The Australian Ministry of Defence (MoD) is still voicing concern about the capabilities and performance of its NH Industries MRH-90 Taipan helicopter fleet, nearly eight years after it received the first pair. But a senior official from Airbus Group Asia Pacific (AGAP) said that a series of remedies are pending, or already in effect. The developments were reported by Asia-Pacific Aerospace Report, an Australian newsletter.
Australia ordered a total of 46 MRH-90s between 2004 and 06, 40 to replace the army’s S-70A Blackhawks, and six to replace the navy’s Sea Kings. Most were to be assembled in Australia at a facility in Brisbane that is now part of AGAP. Delivery delays and initial technical issues led the MoD to place the MRH-90 on its “projects of concern” watch list in late 2011. At that time, a government minister said that many of the issues were shared with other customers for the NH-90.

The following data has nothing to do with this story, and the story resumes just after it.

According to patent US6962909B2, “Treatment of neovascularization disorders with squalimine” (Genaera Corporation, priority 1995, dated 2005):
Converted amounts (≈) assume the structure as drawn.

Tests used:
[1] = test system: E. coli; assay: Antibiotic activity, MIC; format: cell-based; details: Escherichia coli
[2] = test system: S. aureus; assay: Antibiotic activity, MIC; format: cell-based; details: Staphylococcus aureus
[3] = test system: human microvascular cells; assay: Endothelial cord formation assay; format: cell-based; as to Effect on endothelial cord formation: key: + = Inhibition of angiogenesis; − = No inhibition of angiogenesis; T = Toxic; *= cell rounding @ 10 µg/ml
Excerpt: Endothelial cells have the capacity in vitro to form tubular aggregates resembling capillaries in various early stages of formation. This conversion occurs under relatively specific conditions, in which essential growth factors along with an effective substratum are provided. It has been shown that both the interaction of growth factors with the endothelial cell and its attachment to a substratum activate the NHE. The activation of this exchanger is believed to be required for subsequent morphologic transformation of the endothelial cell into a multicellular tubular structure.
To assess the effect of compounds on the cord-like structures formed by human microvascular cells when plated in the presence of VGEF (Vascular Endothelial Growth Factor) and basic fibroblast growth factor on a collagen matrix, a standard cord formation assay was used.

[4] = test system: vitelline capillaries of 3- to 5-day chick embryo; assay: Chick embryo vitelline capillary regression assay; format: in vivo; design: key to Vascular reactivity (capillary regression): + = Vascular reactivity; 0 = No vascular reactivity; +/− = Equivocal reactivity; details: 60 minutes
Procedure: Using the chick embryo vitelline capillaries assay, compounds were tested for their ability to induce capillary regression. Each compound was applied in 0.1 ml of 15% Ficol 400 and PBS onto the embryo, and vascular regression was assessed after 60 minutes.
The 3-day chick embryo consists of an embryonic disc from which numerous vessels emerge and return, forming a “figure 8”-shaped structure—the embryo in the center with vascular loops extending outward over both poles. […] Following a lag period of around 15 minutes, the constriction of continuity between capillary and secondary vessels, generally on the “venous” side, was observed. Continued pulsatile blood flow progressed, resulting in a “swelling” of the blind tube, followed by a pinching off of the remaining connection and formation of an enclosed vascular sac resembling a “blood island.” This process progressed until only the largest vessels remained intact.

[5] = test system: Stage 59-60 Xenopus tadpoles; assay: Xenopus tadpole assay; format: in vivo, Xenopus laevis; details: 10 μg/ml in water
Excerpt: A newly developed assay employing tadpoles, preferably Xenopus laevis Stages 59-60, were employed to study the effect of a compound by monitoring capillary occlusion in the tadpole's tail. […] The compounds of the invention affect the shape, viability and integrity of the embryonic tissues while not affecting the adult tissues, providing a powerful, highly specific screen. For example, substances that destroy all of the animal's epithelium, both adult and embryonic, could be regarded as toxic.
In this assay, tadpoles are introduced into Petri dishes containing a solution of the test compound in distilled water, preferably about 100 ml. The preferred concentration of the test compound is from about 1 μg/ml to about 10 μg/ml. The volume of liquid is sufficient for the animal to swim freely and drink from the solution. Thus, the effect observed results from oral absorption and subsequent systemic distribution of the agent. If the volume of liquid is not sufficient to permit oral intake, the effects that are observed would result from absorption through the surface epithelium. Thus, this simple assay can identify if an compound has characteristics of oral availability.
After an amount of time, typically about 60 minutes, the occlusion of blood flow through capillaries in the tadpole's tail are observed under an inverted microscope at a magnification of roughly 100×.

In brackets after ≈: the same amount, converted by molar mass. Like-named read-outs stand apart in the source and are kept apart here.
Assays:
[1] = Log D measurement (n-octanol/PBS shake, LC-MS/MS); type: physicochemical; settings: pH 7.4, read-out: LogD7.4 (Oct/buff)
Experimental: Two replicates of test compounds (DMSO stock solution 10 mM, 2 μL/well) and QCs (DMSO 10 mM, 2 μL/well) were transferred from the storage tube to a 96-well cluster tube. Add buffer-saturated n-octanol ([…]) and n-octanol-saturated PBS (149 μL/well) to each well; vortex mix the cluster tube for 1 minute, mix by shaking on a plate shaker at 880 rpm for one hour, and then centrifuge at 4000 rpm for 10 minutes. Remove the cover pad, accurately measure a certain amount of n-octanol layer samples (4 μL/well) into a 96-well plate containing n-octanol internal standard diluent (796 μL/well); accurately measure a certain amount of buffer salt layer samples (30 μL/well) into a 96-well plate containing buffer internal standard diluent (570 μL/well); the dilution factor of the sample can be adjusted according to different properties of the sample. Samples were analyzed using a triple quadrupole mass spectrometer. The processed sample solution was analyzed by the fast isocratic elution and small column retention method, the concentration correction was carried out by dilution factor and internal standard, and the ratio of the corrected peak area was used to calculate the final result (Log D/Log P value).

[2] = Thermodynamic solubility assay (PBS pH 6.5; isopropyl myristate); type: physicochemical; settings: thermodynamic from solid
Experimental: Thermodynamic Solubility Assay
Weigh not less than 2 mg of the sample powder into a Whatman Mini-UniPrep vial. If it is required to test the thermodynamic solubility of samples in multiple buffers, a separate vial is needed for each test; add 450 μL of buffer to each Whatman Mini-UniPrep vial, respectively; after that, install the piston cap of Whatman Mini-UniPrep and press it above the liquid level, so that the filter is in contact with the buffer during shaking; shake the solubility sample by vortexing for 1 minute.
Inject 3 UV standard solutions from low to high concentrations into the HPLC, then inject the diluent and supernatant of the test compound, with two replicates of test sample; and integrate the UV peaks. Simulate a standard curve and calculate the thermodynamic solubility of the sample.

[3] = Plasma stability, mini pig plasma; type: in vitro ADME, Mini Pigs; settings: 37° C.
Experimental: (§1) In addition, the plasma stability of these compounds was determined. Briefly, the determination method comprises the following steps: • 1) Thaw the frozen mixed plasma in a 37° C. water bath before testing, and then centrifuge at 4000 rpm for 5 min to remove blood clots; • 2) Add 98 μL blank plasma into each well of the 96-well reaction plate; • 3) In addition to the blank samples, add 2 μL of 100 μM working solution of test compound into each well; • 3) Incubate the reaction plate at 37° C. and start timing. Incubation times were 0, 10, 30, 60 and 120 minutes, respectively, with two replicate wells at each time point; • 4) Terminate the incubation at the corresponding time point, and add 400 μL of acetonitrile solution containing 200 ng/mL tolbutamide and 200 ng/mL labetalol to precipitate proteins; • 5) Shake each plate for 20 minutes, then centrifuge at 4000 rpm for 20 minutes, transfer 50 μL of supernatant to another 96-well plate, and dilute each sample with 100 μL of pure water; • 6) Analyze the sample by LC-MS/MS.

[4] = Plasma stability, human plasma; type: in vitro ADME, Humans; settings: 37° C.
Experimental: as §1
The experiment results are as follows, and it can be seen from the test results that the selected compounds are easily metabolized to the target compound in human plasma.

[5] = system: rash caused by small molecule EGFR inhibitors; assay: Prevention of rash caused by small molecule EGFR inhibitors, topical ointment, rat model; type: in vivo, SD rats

The senior management of NHI has since acknowledged that the NH-90 was slow to reach maturity, and has reported a new effort to improve availability for all customers. But Rear Admiral Terry Dalton, the Australian MoD’s head of helicopters, said last month that the time taken to overhaul components was a major problem. He also noted that some capabilities had yet to be introduced, such as separated side guns, a fast roping repelling system, and a cargo hook for operations at sea. Initial versions of the latter two items proved unsatisfactory.
Charles Crocombe, AGAP vice president for government helicopters, this month told a naval aviation symposium in Australia that 33 Taipans had now been delivered, and the fleet is exceeding the flight hour “rate of effort” set by the MoD. He said that the army would test the new fast roping system next month, and that a new cargo hook had been designed. Better seating for fully combat-equipped soldiers had also been designed. Corrosion issues were being addressed, and the rotor head would be modified.